In the remote rural community known as Village #104, near Siem Reap province’s famous Beng Mealea temple, Phoung Thy and the AHC team have gathered with local mothers to teach them how to cook nutritious food, helping address an increase of malnutrition.
The village’s central meetinghouse is filled with dozens of mothers and children chattering with one another as they wait patiently for the day’s meal, the smoke from which has already clouded the unsettled room. Rotha, a mother of five in attendance, revealed that amidst the pandemic in recent months her family has resorted to foraging for food in the surrounding forest to make sure there is enough to eat.
“My children go out every day searching for small animals and edible plants around our home,” Rotha said.
Yet, Rotha still considers herself lucky compared to other families as her husband is employed on a nearby farm. She is the cook at the session, helping show the mothers how to make nutritious porridge using healthy ingredients – that they can source from their local market and gardens – including pumpkin, spinach, fish and rice.
“It is helpful when the ingredients are ones we can find or grow easily,” said Rotha. “That way we can cook healthier food more often, instead of buying cheap processed food.”
To date, Cambodia has been fortunate to avoid a full-scale outbreak of the coronavirus. However, for many years, poor diets and sanitation has affected the health of many of Cambodia’s children, and the current economic crisis is only exacerbating the burden caused by malnutrition.
According to a recent UN report, more than 72% of Cambodians have experienced income loss, salary reductions, or job losses due to Covid-19, with women and children being most vulnerable to inequalities in income distribution. The mounting financial hardship is forcing families to reduce spending on food and healthcare, while ongoing food insecurity and poor quality diets is putting thousands more children at risk of stunted growth, impaired development, and serious disease.
At Angkor Hospital for Children (AHC) in Siem Reap, the hospital reported that between January and September it witnessed a 39% increase in children who are undernourished compared to the same period last year.
Phoung Thy, a nutrition project assistant at AHC, along with the hospital’s community outreach team, have recently resumed visits to rural villages to combat malnutrition, and other impacts of Covid-19, after a brief hiatus brought upon by the virus.
“The villagers are finding it difficult with less money coming in and the cost of food increasing,” said Phoung Thy. “They have had to find food around their village, and their children’s nutrition is feeling the effects.”
Prior to the pandemic, malnutrition levels in Cambodia were steadily improving.
As of 2014, 32% of Cambodian children under age five were stunted – an improvement of 8% from 2010, and a significant drop from the near-50% it stood at two decades ago, but still double the rate of neighbouring Thailand. Meanwhile, a 2016 study published in the FASEB Journal found 32% of Cambodian children aged six months to five years old living in rural areas were severely anaemic, resulting in debilitating consequences to their health and productivity.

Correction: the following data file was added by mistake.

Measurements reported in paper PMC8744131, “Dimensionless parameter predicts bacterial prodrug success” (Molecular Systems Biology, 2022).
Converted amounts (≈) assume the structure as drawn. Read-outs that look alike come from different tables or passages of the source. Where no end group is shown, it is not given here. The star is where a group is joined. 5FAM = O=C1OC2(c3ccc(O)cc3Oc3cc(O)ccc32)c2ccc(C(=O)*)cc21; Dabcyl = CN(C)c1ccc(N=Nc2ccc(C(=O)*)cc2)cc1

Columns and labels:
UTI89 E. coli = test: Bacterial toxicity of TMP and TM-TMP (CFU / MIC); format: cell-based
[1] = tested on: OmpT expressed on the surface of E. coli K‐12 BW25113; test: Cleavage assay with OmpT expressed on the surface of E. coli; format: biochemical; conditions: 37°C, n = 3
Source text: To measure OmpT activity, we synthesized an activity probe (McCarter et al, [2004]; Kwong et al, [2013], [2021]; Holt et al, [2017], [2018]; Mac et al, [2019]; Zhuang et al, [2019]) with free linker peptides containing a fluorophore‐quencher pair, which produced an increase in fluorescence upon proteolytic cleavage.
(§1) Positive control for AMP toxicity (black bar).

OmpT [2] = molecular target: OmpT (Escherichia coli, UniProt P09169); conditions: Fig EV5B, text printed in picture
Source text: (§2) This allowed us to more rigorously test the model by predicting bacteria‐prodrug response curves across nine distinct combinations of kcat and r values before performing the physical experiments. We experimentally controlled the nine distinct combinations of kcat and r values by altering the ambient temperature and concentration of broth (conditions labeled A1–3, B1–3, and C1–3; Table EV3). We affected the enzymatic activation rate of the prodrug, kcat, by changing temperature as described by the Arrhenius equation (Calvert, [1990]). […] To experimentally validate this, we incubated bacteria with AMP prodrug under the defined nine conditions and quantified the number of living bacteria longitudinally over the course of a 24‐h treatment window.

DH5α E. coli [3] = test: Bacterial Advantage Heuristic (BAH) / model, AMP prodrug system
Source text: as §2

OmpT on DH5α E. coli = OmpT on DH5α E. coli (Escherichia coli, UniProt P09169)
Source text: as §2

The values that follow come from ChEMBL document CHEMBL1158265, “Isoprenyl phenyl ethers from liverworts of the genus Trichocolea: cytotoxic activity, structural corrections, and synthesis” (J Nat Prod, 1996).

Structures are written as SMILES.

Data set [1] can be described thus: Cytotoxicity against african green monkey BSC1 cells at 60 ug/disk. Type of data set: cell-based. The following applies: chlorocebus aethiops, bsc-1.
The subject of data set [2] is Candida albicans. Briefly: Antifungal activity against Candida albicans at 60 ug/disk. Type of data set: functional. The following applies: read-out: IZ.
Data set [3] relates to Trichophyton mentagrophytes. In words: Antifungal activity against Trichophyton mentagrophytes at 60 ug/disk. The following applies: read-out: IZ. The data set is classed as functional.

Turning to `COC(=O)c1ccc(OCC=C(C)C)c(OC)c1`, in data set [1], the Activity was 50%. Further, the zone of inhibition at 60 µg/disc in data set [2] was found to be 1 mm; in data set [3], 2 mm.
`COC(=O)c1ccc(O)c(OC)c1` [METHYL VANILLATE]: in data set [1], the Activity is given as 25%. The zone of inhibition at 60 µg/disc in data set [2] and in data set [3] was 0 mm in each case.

In rural areas, children are three times more likely to die before their fifth birthday compared to children in urban areas. Many families neither have access to clean water and sanitation, making them vulnerable to disease and infection, further contributing to malnutrition in children across the Kingdom’s countryside.
Back in Siem Reap, Sophon is a Village Health Support Worker (VHSG) at Village #104 who volunteers her time to help spread health awareness by organising meetings to teach basic healthcare knowledge. She has witnessed the coronavirus forcing villagers in her community to lose touch with the health system.
“I know many are worried to go to the hospital because of the virus,” Sophon said, “Others cannot sell their vegetables at the market so struggle to afford a trip to the hospital at all.”
She believes malnutrition could be affecting as many as 80% of the children in her village, due to diminished household budgets and parents seeking care only after common illnesses have become more serious.
Punthea, a young mother of a six-month-old baby, said she could not afford to buy food for her severely malnourished son. Like so many other mothers during the pandemic, she is earning less and working longer hours, all while juggling childcare responsibilities. It was not until 10 days of high fever and diarrhoea that she travelled from her small village in Kampong Thom province to AHC in Siem Reap for urgent hospital treatment.
“I couldn’t understand what was wrong with my baby,” Punthea said, “I did not know that he was sick because of a lack of food.”
By now, her baby boy needed weeks of hospitalisation to treat his dysentery and severe acute malnutrition. If Punthea had sought medical advice earlier, she would have learned that her baby was not receiving enough nutrients from her breastmilk alone, and needed simple supplementary feeding.
Phannsy Sroeu, nutrition nurse at AHC, educates parents to change their behaviours at home, so that severe cases like Punthea’s baby are prevented before the need for hospital care.
“When their child is fed, they can fight off illness, and avoid the need for unnecessary travel and hospital expenses,” said Phannsy. “Saving them a lot more money in the long run while also protecting their children’s health.”
Joe Patchett is a Multimedia Content Producer at Angkor Hospital for Children, an independent, non-profit paediatric healthcare organisation based in Siem Reap, Cambodia.